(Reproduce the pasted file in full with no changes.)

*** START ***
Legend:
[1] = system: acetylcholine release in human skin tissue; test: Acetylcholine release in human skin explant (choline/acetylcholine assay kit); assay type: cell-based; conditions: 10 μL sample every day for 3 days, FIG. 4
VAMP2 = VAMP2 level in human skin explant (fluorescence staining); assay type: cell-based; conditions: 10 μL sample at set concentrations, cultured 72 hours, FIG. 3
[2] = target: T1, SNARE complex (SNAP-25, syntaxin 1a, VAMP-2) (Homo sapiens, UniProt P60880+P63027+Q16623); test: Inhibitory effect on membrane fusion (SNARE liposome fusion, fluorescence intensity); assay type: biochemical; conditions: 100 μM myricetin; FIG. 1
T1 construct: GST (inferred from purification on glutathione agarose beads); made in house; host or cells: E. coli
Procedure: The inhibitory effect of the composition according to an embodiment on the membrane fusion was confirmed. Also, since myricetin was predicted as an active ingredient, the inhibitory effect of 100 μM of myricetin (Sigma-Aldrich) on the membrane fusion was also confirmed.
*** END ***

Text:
Legend:
[1] = system: acetylcholine release in human skin tissue; test: Acetylcholine release in human skin explant (choline/acetylcholine assay kit); assay type: cell-based; conditions: 10 μL sample every day for 3 days, FIG. 4
VAMP2 = VAMP2 level in human skin explant (fluorescence staining); assay type: cell-based; conditions: 10 μL sample at set concentrations, cultured 72 hours, FIG. 3
[2] = target: T1, SNARE complex (SNAP-25, syntaxin 1a, VAMP-2) (Homo sapiens, UniProt P60880+P63027+Q16623); test: Inhibitory effect on membrane fusion (SNARE liposome fusion, fluorescence intensity); assay type: biochemical; conditions: 100 μM myricetin; FIG. 1
T1 construct: GST (inferred from purification on glutathione agarose beads); made in house; host or cells: E. coli
Procedure: The inhibitory effect of the composition according to an embodiment on the membrane fusion was confirmed. Also, since myricetin was predicted as an active ingredient, the inhibitory effect of 100 μM of myricetin (Sigma-Aldrich) on the membrane fusion was also confirmed.